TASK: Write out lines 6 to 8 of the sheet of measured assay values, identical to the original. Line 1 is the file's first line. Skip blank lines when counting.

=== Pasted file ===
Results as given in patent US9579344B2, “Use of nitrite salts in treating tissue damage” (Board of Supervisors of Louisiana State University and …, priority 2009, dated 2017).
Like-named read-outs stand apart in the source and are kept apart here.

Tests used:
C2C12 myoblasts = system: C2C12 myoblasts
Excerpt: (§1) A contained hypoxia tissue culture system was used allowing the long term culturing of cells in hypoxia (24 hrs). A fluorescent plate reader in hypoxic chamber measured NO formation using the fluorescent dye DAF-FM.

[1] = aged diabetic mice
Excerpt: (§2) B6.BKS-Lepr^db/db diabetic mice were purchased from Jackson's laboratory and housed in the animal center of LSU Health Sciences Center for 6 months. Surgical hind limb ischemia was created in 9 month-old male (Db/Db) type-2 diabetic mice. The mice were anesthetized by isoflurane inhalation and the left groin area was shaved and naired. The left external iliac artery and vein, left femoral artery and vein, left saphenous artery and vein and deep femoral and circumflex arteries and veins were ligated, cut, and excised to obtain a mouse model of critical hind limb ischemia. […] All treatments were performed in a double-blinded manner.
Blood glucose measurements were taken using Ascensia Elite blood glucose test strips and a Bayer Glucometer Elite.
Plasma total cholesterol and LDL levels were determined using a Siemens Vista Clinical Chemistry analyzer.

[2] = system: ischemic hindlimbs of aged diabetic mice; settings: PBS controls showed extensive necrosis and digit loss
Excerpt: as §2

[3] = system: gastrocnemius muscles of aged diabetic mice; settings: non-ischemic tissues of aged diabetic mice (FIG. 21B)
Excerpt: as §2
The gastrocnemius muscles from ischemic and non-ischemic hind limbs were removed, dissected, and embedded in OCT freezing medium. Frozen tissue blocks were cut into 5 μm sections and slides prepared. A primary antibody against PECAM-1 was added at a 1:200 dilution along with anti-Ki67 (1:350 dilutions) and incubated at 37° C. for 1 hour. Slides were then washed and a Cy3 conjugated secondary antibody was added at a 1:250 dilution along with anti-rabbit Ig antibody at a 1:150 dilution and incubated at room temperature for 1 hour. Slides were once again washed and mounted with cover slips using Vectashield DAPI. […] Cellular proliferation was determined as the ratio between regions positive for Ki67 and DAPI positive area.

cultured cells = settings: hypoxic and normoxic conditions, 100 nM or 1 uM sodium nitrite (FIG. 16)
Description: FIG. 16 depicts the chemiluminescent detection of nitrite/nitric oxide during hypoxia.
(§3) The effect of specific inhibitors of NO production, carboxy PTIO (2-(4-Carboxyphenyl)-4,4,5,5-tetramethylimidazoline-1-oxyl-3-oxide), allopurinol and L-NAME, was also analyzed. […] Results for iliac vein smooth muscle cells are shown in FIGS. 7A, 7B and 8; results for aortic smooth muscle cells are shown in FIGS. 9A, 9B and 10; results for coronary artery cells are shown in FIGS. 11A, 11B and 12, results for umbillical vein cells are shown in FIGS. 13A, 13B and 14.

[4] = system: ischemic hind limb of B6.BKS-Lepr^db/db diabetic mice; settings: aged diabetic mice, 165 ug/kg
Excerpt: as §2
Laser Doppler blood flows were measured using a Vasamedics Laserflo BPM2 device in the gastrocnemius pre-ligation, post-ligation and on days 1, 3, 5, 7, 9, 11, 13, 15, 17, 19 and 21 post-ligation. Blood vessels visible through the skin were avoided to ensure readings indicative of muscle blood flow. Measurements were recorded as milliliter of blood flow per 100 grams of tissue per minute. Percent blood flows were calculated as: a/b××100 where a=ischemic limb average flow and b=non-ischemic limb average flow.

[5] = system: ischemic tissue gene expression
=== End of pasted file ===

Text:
[1] = aged diabetic mice
Excerpt: (§2) B6.BKS-Lepr^db/db diabetic mice were purchased from Jackson's laboratory and housed in the animal center of LSU Health Sciences Center for 6 months. Surgical hind limb ischemia was created in 9 month-old male (Db/Db) type-2 diabetic mice. The mice were anesthetized by isoflurane inhalation and the left groin area was shaved and naired. The left external iliac artery and vein, left femoral artery and vein, left saphenous artery and vein and deep femoral and circumflex arteries and veins were ligated, cut, and excised to obtain a mouse model of critical hind limb ischemia. […] All treatments were performed in a double-blinded manner.
Blood glucose measurements were taken using Ascensia Elite blood glucose test strips and a Bayer Glucometer Elite.